I recently became the Chairman of the Palmetto Conservative Solar Coalition, a group dedicated to removing barriers to solar businesses and applying common sense, conservative economic principles to help further energy independence with solar energy in my home state of South Carolina.
Solar power and energy choice are inherently conservative, and as a conservative, I support the free market driven by innovation. Our founding fathers also believed in this principle of self-determination – that we, as citizens, could chart our own course and improve our lot in life. That’s true in many facets of daily life but not usually the case when it comes to our power bills. As ratepayers, most of us continue to pay our electricity bill without much thought about the rates we are charged. Instead we look at the overall bill.
Luckily, Americans do have an option to reduce their power bills. It’s called solar energy. A few years ago, while I served as Chairman of the South Carolina Republican Party, Governor Nikki Haley broke down barriers to energy choice by signing a net metering law. Net metering is a policy that provides consumers who have solar with fair credit for power they generate and send to the grid and their neighbors. Essentially, it allows homeowners to spin their electricity meters backwards for a change. This policy has created thousands of new jobs in South Carolina and has proven successful in saving customers money each month. Kentucky’s current net metering law is working as well and can continue to work for the The Bluegrass state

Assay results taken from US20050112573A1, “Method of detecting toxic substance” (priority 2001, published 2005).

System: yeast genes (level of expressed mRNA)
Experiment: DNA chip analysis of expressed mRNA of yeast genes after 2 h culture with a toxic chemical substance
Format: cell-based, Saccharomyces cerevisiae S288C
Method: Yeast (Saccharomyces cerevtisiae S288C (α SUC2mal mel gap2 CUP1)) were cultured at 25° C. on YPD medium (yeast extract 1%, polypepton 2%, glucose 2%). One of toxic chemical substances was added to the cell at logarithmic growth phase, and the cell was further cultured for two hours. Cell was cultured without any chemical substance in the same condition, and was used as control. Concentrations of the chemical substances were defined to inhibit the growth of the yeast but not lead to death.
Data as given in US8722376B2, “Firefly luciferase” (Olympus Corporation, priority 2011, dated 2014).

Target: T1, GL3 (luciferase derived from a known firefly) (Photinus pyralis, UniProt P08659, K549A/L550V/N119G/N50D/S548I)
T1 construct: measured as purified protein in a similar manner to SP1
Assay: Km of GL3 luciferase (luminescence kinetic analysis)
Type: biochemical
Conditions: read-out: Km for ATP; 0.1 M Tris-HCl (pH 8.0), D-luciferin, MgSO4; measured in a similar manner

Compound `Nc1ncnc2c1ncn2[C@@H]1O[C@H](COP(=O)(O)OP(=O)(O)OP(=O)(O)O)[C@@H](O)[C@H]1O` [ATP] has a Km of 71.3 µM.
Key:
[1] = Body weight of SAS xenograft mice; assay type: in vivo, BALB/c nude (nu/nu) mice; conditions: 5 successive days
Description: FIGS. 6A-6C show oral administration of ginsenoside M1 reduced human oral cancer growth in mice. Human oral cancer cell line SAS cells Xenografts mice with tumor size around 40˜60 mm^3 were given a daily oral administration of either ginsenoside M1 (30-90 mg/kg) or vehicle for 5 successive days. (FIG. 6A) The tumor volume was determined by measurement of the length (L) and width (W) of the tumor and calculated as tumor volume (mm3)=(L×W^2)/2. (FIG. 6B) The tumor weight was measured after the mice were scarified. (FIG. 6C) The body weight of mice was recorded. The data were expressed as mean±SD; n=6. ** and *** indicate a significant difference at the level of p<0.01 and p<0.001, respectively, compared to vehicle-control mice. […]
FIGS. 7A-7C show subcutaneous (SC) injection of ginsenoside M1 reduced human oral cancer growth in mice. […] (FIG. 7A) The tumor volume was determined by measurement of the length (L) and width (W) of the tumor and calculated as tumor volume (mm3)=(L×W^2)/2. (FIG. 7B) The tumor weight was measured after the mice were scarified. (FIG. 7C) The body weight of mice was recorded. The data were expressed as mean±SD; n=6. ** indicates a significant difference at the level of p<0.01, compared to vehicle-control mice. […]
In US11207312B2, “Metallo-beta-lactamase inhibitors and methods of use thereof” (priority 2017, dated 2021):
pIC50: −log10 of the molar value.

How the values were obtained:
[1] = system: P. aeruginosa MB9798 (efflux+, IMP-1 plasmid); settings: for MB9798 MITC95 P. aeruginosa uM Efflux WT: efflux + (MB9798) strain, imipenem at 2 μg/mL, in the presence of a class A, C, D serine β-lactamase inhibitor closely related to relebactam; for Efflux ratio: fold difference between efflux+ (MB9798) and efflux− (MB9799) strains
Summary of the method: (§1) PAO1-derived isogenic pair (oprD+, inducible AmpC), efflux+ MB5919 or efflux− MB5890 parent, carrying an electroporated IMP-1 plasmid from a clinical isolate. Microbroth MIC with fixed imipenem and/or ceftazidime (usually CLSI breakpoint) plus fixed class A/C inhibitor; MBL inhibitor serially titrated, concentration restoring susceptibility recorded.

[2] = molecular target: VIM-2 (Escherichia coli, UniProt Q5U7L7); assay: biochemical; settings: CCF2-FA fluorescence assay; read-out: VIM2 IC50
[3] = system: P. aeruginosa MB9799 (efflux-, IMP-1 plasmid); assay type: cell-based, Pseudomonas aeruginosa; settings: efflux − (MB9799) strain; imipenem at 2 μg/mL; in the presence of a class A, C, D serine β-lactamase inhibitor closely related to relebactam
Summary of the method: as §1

In South Carolina, we occasionally hear about subsidies. Conservatives don’t like subsidies. Net metering is no subsidy. Time and time again, studies have shown that net metering benefits the grid and puts downward pressure on rates. Our ability to choose where our power comes from and get fair credit for the energy we produce is an important piece of America's energy future. Net metering will grow the economy, protect thousands of jobs, and create much-needed energy choice for any state. Further, net metering fosters private investment into the grid - with solar companies and homeowners working together to build energy sources. As a Republican, I prefer this private approach rather than power plants built by monopoly utilities and costs that are socialized across all ratepayers.
H.227 is wrong for Kentucky because it subverts energy choice and the free market. I’m hopeful that lawmakers will continue to remove barriers and allow solar energy to thrive as an option for all Americans.